The Abbott government clocks up 100 days since its September 7 election win on Monday. It was sworn in on September 18. The 100-day window on that measure passes on December 27 by my count.
On either count, though, the first 100 days have not gone as expected. The government has scored a few emblematic wins and has set in train many of the things it promised, but major wins including the repeal of Labor's carbon tax and mining tax are still unclaimed.
The spying scandal is dormant but is almost certainly going to be fed by more leaks. Holden has announced its departure after failing to secure more government assistance. Qantas is asking for help. And the government's promise to do what it says it will do has been tarnished by a backflip-with-pike over Gonski education funding.
Prime Minister Tony Abbott and his team also know that the window for blaming the previous government is closing: their bench strength and operational flexibility are now squarely on the line.
The 100-day window opens widest in the corporate world when a board brings in a new chief executive from outside the company, and Abbott's win was arguably the closest thing to an external chief executive appointment in federal politics since the election of the Fraser government in 1975.
Labor's late switch back to Kevin Rudd reduced the magnitude of the voter swing against it, but it was still a landslide win for an opposition leader who was promising sweeping changes, including the axing of the carbon tax and mining tax, a recasting of the national broadband network, the curtailment of green spending, and inquiries into union corruption, the financial system and the tax system.
Underpinning all that was the promise of a return to predictability. A Coalition government would do "exactly what we've said we will do", Abbott said in his campaign launch speech. Australia was once more open for business, he said on election night when he claimed the victory. Both propositions have been undermined by decisions the government has taken.
In the first 100 days, a chief executive needs to settle his leadership team, clear the decks of detritus while the previous management can still be blamed, and serve up decisions and changes that highlight the new strategy and momentum for change. The Abbott government was aware of the agenda. It announced on day one its plans to repeal the carbon tax and the mining tax, and also quickly reversed Labor's crackdown on car-lease fringe benefits.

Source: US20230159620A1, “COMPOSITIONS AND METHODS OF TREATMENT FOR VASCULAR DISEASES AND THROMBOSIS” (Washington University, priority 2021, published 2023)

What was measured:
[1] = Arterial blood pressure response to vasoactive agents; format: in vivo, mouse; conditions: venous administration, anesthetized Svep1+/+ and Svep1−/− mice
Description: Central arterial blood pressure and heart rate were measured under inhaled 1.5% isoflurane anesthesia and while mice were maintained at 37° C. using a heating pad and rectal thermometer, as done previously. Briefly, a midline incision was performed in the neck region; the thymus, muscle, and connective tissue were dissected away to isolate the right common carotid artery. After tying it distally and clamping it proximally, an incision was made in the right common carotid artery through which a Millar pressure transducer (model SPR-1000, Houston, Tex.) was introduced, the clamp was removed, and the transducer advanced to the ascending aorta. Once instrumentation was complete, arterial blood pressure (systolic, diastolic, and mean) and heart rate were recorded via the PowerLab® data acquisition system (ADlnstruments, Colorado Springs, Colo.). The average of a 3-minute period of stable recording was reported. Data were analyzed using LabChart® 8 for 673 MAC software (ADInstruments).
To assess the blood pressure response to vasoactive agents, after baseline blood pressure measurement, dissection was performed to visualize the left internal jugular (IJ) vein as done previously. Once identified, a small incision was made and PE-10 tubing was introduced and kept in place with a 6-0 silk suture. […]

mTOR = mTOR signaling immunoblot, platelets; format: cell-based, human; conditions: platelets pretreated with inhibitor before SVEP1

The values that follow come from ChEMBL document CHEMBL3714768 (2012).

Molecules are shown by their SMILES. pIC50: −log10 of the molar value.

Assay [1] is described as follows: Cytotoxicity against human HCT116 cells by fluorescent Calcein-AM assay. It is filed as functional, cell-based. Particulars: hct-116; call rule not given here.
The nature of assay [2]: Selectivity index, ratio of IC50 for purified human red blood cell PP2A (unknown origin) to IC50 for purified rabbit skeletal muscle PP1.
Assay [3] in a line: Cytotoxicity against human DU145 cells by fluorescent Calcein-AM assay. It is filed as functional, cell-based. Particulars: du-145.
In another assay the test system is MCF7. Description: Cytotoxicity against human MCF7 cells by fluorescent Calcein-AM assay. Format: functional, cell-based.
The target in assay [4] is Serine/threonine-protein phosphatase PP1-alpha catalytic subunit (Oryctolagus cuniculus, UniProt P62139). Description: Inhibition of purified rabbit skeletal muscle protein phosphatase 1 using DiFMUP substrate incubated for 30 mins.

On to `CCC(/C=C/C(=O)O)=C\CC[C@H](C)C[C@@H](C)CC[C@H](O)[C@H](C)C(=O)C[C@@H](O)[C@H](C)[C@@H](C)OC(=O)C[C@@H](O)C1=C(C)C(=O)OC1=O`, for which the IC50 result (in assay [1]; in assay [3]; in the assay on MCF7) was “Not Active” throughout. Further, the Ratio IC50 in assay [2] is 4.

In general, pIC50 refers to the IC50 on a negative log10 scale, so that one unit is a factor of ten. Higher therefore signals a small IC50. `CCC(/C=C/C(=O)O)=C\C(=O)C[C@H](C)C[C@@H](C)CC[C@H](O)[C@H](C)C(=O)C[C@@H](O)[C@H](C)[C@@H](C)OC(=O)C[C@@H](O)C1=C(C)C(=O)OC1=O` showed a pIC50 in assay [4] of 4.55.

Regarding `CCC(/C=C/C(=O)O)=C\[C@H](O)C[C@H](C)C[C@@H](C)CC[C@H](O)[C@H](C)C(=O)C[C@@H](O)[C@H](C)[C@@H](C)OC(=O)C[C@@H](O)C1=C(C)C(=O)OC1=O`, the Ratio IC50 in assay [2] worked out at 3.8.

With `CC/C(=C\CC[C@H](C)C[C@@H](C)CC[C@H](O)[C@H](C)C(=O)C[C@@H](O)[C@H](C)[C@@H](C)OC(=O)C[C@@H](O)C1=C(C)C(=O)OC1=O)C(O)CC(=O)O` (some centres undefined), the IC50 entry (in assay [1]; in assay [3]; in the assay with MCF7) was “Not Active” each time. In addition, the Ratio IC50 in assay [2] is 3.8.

A raft of announcements that affect business have followed, including terms of reference for the financial system inquiry, a remake of the broadband network and the announcement of an overhaul of competition rules that is expected to strengthen the negotiating position of smaller companies.
The mechanics of the Senate have, however, stalled the attempt to repeal the mining and carbon taxes, probably until the Greens lose the balance of power in July. Left-field developments have also undermined the government's sense of purpose, and so have some of its own decisions and announcements.
Abbott handled the Indonesian spying revelations as well as could be expected, but they were damaging. The wisdom of the government's decision to deny Holden extra assistance won't be tested for years, but the political optics of GM's decision to stop assembling vehicles in 2017 were also ugly.
Abbott's promise that the government was good for its word was also undermined by Education Minister Chris Pyne's attempt to ditch a pre-election promise to roll out Labor's Gonski education reforms, and the subsequent reinstatement of the promise with less stringent controls over spending attached.
Nineteenth-century German military strategist Helmuth von Moltke noted that no plan survives contact with the enemy. Treasurer Joe Hockey skilfully adapted his plan to boost the government's debt ceiling from $300 billion to $500 billion after running into opposition from Labor and the Greens, and secured a deal with the Greens to scrap the debt ceiling entirely.
Three foreign investment decisions by him have, however, created uncertainty about the new government's approach.
First he cleared Saputo of Canada's $500 million bid for Warrnambool Cheese and Butter Company unconditionally. Then he blocked US group Archer Daniels Midland's $3.4 billion takeover offer for GrainCorp for reasons that included an apparently new national-interest factor, its impact on support in the "broader community" for foreign takeovers.
This week, he excused China government-controlled Yanzhou Coal from commitments it made in 2009 to reduce its ownership of coalmines acquired for $5.5 billion in 2009 and list the business on the ASX, and said a move to 100 per cent ownership might be approved.
Where that leaves foreign investors is hard to know. The government's ability or capacity to support Toyota, Australia's last car assembler and biggest vehicle exporter, is also unclear after the Holden standoff.
For that matter, so is the extent of the budget pressure that Hockey will reveal next Tuesday. The government will blame the budget blowout on Labor, but it is in charge now.
Its original plan was to detail its response to Tuesday's budget blowout in its budget in May. After a disappointing 100-day launch, there's an argument that it should disclose the details earlier, to show that it has a plan that works.